Gus began to wipe off the salt as he came to a stand. Shawn sat on the couch, still mulling over his jealousy. “Do you have her number?” Shawn asked, staring at him with narrow eyes. Gus gazed down at him with an impishly blank expression which could not be construed as ‘yes’ or ‘no,’ then turned around and walked out of the living room. Shawn watched him go even more bitterly and exacted vengeance by wiping his other hand on the couch.

Juliet O’Hara stood in the kitchen of 1428 Elm Street and gazed at the beefy man lying face down on his linoleum floor. A dozen police officers moved around her, snapping photographs and taking notes on the scene. Her stomach slowly churned as she gazed at the bluish complexion of the man’s face. Her daze was broken by the cheerful sound of Shawn’s voice as he and Gus marched into the kitchen from the side door.

“Fear not, sweet Juliet,” he announced, “Psych-Man is here.” From the moment Shawn’s eyes hit the ground and viewed the body, he was already absorbing information. He glanced up at the table near the body and noticed a bowl of candy corn. Right next to it sat a full glass of water. He stared back down at the bluish face of the victim.

He sharply inhaled, closing his eyes and placing the tips of his fingers to his temples. Rubbing his temples, he received “visions from beyond” which were anything but. Gus gazed down at the victim with a heavy frown full of pity. “Who was he?” Gus asked.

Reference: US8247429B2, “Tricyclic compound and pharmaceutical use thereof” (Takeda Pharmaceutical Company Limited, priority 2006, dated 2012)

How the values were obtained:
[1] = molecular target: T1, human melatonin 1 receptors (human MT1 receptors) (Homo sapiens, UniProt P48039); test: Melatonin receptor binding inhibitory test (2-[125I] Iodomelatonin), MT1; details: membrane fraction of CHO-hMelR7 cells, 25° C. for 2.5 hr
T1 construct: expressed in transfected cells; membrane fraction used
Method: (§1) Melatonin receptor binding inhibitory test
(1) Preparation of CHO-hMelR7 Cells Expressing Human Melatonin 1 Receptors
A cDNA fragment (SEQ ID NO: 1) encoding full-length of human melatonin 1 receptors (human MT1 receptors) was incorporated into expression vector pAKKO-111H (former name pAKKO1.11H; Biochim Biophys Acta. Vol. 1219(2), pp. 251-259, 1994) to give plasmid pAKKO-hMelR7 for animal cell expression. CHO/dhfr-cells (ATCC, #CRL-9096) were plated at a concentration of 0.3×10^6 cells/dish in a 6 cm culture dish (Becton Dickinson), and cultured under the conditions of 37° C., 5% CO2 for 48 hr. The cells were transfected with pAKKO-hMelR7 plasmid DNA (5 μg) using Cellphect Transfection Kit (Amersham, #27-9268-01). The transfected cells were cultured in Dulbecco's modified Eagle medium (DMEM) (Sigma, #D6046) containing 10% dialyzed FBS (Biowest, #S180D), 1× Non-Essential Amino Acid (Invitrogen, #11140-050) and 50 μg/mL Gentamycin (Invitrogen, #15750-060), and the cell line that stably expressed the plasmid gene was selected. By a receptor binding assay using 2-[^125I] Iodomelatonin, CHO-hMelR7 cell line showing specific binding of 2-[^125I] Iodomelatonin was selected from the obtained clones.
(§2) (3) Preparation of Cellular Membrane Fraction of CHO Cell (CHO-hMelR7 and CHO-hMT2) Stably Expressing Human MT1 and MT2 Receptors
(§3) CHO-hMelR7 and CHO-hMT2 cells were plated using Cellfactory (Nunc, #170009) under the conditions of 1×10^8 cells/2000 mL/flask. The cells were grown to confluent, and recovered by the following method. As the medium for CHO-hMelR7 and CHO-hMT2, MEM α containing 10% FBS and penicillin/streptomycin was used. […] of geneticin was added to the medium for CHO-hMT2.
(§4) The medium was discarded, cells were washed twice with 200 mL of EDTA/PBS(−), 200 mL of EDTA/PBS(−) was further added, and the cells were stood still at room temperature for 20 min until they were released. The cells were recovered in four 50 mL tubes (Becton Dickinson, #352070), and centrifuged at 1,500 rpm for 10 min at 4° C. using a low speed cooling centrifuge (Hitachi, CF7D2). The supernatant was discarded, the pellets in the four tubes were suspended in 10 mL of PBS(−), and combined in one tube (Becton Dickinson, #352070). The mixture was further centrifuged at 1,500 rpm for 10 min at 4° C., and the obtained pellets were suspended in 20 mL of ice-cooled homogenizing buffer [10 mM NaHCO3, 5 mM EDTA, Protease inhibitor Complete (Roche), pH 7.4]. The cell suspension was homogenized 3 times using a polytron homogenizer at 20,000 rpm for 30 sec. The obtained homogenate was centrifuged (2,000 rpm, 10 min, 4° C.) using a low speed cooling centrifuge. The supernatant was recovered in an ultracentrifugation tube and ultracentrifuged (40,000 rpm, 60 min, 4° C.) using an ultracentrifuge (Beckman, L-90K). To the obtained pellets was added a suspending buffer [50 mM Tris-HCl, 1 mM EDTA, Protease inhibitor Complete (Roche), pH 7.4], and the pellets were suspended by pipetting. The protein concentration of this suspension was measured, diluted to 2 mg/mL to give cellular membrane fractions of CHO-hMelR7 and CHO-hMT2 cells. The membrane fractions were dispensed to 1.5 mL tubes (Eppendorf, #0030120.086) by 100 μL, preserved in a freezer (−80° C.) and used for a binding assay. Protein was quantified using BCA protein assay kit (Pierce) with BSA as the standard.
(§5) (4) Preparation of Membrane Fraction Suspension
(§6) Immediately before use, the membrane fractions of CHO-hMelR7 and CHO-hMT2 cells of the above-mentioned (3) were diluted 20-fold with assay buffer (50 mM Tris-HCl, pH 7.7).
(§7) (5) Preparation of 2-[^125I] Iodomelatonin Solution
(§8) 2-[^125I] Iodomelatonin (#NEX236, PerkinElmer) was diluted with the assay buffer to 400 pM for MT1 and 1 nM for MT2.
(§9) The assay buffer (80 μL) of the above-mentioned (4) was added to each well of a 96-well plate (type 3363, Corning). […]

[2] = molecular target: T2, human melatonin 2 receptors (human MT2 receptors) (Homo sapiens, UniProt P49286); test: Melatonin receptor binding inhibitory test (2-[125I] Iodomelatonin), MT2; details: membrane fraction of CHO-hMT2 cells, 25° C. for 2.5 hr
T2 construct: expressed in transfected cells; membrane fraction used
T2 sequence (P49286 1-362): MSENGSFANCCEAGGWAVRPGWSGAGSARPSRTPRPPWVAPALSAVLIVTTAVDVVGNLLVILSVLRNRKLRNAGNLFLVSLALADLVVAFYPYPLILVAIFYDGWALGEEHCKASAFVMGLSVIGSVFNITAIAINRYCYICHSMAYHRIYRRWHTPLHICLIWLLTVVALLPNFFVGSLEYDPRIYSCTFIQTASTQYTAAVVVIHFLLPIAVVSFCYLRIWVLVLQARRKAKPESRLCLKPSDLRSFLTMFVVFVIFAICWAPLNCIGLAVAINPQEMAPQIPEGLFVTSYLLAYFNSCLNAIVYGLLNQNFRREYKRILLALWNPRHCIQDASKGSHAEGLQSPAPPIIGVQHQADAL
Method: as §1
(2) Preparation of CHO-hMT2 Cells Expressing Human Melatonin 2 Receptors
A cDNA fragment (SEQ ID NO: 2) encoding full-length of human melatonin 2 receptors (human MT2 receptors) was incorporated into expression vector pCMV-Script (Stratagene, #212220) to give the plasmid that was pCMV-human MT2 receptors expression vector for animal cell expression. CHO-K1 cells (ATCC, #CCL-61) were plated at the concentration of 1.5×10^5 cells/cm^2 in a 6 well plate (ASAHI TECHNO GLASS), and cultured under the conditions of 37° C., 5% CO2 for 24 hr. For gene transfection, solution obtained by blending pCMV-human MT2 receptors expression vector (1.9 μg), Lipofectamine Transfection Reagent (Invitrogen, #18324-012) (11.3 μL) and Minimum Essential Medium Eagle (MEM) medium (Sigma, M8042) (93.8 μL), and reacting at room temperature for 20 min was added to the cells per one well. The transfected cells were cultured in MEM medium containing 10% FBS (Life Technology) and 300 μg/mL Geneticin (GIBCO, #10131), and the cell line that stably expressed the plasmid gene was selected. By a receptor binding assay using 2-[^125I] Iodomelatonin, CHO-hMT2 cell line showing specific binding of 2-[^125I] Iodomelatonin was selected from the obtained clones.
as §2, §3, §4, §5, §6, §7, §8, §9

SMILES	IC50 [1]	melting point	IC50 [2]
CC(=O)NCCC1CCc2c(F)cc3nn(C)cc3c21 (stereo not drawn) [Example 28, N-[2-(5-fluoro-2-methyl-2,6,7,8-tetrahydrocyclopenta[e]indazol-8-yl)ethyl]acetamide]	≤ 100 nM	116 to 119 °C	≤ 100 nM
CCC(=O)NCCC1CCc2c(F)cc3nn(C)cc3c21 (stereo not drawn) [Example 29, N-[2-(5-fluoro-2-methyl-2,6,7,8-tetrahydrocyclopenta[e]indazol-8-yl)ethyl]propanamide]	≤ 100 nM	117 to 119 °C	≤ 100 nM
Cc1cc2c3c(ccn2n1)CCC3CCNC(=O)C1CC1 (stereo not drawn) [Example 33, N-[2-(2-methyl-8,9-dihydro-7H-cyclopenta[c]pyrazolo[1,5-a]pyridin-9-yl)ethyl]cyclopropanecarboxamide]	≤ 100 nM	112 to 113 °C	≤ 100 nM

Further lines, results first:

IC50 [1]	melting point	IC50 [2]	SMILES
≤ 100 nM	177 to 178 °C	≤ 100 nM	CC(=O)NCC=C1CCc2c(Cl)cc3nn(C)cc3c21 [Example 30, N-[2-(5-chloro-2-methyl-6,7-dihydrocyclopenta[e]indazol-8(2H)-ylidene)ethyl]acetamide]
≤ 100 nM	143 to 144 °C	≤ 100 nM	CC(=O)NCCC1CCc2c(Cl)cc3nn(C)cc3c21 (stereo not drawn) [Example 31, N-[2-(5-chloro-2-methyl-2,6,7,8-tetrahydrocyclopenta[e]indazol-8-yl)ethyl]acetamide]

“George Romero,” she responded. “Late 50s. Owned a sporting goods store a few miles from here. So far, we believe he was alone all night and—”

“You think he choked,” Shawn cut in, ending his continuous, monotone hum. Juliet nodded in agreement, placing her hands in front of her. Shawn glanced around at the dozens of officers and added, “But the spirits are telling me otherwise. This was no accident.”

“Then what do the spirits think it was?” Interim Chief Carlton Lassiter asked as he strolled into the kitchen from the living room. Shawn glanced passed Lassiter and spotted a television set that was still on. It was some old, black-and-white B-movie currently showing a sleeping damsel-in-distress-type woman who was about to become a victim to the snakes which were slithering up her bed.

Shawn immediately explained, “You see, I’m trying to hear them more clearly, but it seems that there’s a doubtful presence in the room that’s making it more difficult.” Shawn left the kitchen, Gus, Juliet and Lassiter following and moved into the living room, taking in the setting and searching for more clues. He stopped near the hallway which led to the rest of the house and turned back towards the others. “I’m still sensing the presence. I think Interim Chief Lassiter is giving off some sort of anti-spirit musk.”

“That’s strange,” Juliet declared. “He’s the one who requested I call.”

Gus and Shawn both stared at her, bewildered. “Come again?” said Gus.

“Do mine ears deceive me?” Shawn asked with a swaggering smile. “Detective Lassiter, are you finally done doubting my gift?” Lassiter flashed him a disgusted glare as he marched towards Shawn menacingly. He couldn’t contain the slightly-girlish squeak. “Don’t hit me!”

Shawn leapt out of the way as Lassiter moved into the hallway. He grabbed the doorknob of the first door on the left. “I’m starting to doubt your innocence,” Lassiter explained, pushing the door open to reveal George Romero’s bedroom.

Shawn and Gus leaned in to view the room and a message scrawled out in black permanent ink on the far wall: ‘TRICK OR TREAT, SPENCER?’